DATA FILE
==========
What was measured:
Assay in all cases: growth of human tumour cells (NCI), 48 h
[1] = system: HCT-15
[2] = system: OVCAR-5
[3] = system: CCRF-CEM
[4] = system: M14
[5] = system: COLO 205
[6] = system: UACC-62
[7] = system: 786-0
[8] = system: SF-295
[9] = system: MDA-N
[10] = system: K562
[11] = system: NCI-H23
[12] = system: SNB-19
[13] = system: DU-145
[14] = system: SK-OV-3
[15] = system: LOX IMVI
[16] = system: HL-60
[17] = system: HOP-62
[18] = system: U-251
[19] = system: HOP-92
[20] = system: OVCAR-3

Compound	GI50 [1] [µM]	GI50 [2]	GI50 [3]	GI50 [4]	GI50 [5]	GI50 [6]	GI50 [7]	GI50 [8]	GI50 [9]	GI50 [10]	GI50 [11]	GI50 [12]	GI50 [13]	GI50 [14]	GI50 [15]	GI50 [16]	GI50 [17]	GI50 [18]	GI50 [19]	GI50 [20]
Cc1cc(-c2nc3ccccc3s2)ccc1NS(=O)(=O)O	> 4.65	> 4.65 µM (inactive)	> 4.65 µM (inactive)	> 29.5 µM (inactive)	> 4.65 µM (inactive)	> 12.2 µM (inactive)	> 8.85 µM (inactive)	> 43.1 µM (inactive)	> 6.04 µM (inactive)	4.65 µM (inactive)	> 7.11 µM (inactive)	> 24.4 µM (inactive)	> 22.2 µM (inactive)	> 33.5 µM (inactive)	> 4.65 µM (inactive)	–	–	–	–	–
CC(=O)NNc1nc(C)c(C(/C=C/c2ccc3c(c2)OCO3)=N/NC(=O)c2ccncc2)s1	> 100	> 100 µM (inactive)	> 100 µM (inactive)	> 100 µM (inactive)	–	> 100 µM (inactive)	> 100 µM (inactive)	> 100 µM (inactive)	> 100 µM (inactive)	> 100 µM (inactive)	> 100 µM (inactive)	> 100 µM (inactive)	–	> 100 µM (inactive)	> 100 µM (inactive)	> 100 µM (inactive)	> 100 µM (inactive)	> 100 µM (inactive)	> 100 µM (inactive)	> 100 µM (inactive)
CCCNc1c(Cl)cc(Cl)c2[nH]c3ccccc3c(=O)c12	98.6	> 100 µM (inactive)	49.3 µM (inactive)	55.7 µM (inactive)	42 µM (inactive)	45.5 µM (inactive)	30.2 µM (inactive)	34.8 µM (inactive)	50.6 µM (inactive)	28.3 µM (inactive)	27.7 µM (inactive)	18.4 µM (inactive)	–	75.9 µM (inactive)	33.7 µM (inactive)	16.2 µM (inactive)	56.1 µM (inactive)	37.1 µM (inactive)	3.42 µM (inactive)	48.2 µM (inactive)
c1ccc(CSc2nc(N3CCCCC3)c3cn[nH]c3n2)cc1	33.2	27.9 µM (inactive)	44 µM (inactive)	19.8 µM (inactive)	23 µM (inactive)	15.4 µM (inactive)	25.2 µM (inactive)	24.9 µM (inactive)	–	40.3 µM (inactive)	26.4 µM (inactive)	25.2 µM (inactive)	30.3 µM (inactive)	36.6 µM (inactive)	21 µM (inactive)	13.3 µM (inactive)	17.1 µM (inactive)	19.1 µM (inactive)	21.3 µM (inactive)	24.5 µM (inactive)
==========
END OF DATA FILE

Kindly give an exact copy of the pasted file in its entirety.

What was measured:
Assay in all cases: growth of human tumour cells (NCI), 48 h
[1] = system: HCT-15
[2] = system: OVCAR-5
[3] = system: CCRF-CEM
[4] = system: M14
[5] = system: COLO 205
[6] = system: UACC-62
[7] = system: 786-0
[8] = system: SF-295
[9] = system: MDA-N
[10] = system: K562
[11] = system: NCI-H23
[12] = system: SNB-19
[13] = system: DU-145
[14] = system: SK-OV-3
[15] = system: LOX IMVI
[16] = system: HL-60
[17] = system: HOP-62
[18] = system: U-251
[19] = system: HOP-92
[20] = system: OVCAR-3

Compound	GI50 [1] [µM]	GI50 [2]	GI50 [3]	GI50 [4]	GI50 [5]	GI50 [6]	GI50 [7]	GI50 [8]	GI50 [9]	GI50 [10]	GI50 [11]	GI50 [12]	GI50 [13]	GI50 [14]	GI50 [15]	GI50 [16]	GI50 [17]	GI50 [18]	GI50 [19]	GI50 [20]
Cc1cc(-c2nc3ccccc3s2)ccc1NS(=O)(=O)O	> 4.65	> 4.65 µM (inactive)	> 4.65 µM (inactive)	> 29.5 µM (inactive)	> 4.65 µM (inactive)	> 12.2 µM (inactive)	> 8.85 µM (inactive)	> 43.1 µM (inactive)	> 6.04 µM (inactive)	4.65 µM (inactive)	> 7.11 µM (inactive)	> 24.4 µM (inactive)	> 22.2 µM (inactive)	> 33.5 µM (inactive)	> 4.65 µM (inactive)	–	–	–	–	–
CC(=O)NNc1nc(C)c(C(/C=C/c2ccc3c(c2)OCO3)=N/NC(=O)c2ccncc2)s1	> 100	> 100 µM (inactive)	> 100 µM (inactive)	> 100 µM (inactive)	–	> 100 µM (inactive)	> 100 µM (inactive)	> 100 µM (inactive)	> 100 µM (inactive)	> 100 µM (inactive)	> 100 µM (inactive)	> 100 µM (inactive)	–	> 100 µM (inactive)	> 100 µM (inactive)	> 100 µM (inactive)	> 100 µM (inactive)	> 100 µM (inactive)	> 100 µM (inactive)	> 100 µM (inactive)
CCCNc1c(Cl)cc(Cl)c2[nH]c3ccccc3c(=O)c12	98.6	> 100 µM (inactive)	49.3 µM (inactive)	55.7 µM (inactive)	42 µM (inactive)	45.5 µM (inactive)	30.2 µM (inactive)	34.8 µM (inactive)	50.6 µM (inactive)	28.3 µM (inactive)	27.7 µM (inactive)	18.4 µM (inactive)	–	75.9 µM (inactive)	33.7 µM (inactive)	16.2 µM (inactive)	56.1 µM (inactive)	37.1 µM (inactive)	3.42 µM (inactive)	48.2 µM (inactive)
c1ccc(CSc2nc(N3CCCCC3)c3cn[nH]c3n2)cc1	33.2	27.9 µM (inactive)	44 µM (inactive)	19.8 µM (inactive)	23 µM (inactive)	15.4 µM (inactive)	25.2 µM (inactive)	24.9 µM (inactive)	–	40.3 µM (inactive)	26.4 µM (inactive)	25.2 µM (inactive)	30.3 µM (inactive)	36.6 µM (inactive)	21 µM (inactive)	13.3 µM (inactive)	17.1 µM (inactive)	19.1 µM (inactive)	21.3 µM (inactive)	24.5 µM (inactive)